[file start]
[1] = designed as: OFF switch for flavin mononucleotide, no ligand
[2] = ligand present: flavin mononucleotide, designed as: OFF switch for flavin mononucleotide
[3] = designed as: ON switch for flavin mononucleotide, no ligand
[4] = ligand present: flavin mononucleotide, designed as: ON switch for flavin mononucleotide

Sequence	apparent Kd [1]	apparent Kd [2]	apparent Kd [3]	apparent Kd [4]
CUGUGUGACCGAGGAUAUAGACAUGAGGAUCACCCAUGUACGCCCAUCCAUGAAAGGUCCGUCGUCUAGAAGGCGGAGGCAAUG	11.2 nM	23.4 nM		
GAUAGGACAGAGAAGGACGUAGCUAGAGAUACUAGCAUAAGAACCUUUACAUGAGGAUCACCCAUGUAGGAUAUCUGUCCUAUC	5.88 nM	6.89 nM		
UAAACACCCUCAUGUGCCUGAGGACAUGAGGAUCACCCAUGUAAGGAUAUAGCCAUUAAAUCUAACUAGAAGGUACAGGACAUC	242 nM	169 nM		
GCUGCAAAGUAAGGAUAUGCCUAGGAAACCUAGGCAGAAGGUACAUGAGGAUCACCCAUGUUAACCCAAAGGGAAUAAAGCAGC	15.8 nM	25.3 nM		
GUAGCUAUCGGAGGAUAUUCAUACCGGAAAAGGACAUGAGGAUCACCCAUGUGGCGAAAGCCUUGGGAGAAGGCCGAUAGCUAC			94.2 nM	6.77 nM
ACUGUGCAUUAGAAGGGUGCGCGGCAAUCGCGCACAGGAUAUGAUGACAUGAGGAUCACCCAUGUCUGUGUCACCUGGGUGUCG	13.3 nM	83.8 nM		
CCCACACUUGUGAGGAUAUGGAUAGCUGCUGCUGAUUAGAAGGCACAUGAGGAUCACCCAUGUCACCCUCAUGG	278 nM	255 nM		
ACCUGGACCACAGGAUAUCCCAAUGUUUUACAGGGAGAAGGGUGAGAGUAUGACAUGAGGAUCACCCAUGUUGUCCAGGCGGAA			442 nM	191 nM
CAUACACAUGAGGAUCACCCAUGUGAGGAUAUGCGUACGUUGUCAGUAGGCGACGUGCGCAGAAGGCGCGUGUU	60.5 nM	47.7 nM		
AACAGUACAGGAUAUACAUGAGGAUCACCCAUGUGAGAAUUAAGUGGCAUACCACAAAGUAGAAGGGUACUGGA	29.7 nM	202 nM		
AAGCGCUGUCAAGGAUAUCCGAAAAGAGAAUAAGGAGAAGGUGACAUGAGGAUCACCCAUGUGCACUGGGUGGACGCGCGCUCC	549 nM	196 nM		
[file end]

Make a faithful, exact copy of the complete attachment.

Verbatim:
[1] = designed as: OFF switch for flavin mononucleotide, no ligand
[2] = ligand present: flavin mononucleotide, designed as: OFF switch for flavin mononucleotide
[3] = designed as: ON switch for flavin mononucleotide, no ligand
[4] = ligand present: flavin mononucleotide, designed as: ON switch for flavin mononucleotide

Sequence	apparent Kd [1]	apparent Kd [2]	apparent Kd [3]	apparent Kd [4]
CUGUGUGACCGAGGAUAUAGACAUGAGGAUCACCCAUGUACGCCCAUCCAUGAAAGGUCCGUCGUCUAGAAGGCGGAGGCAAUG	11.2 nM	23.4 nM		
GAUAGGACAGAGAAGGACGUAGCUAGAGAUACUAGCAUAAGAACCUUUACAUGAGGAUCACCCAUGUAGGAUAUCUGUCCUAUC	5.88 nM	6.89 nM		
UAAACACCCUCAUGUGCCUGAGGACAUGAGGAUCACCCAUGUAAGGAUAUAGCCAUUAAAUCUAACUAGAAGGUACAGGACAUC	242 nM	169 nM		
GCUGCAAAGUAAGGAUAUGCCUAGGAAACCUAGGCAGAAGGUACAUGAGGAUCACCCAUGUUAACCCAAAGGGAAUAAAGCAGC	15.8 nM	25.3 nM		
GUAGCUAUCGGAGGAUAUUCAUACCGGAAAAGGACAUGAGGAUCACCCAUGUGGCGAAAGCCUUGGGAGAAGGCCGAUAGCUAC			94.2 nM	6.77 nM
ACUGUGCAUUAGAAGGGUGCGCGGCAAUCGCGCACAGGAUAUGAUGACAUGAGGAUCACCCAUGUCUGUGUCACCUGGGUGUCG	13.3 nM	83.8 nM		
CCCACACUUGUGAGGAUAUGGAUAGCUGCUGCUGAUUAGAAGGCACAUGAGGAUCACCCAUGUCACCCUCAUGG	278 nM	255 nM		
ACCUGGACCACAGGAUAUCCCAAUGUUUUACAGGGAGAAGGGUGAGAGUAUGACAUGAGGAUCACCCAUGUUGUCCAGGCGGAA			442 nM	191 nM
CAUACACAUGAGGAUCACCCAUGUGAGGAUAUGCGUACGUUGUCAGUAGGCGACGUGCGCAGAAGGCGCGUGUU	60.5 nM	47.7 nM		
AACAGUACAGGAUAUACAUGAGGAUCACCCAUGUGAGAAUUAAGUGGCAUACCACAAAGUAGAAGGGUACUGGA	29.7 nM	202 nM		
AAGCGCUGUCAAGGAUAUCCGAAAAGAGAAUAAGGAGAAGGUGACAUGAGGAUCACCCAUGUGCACUGGGUGGACGCGCGCUCC	549 nM	196 nM		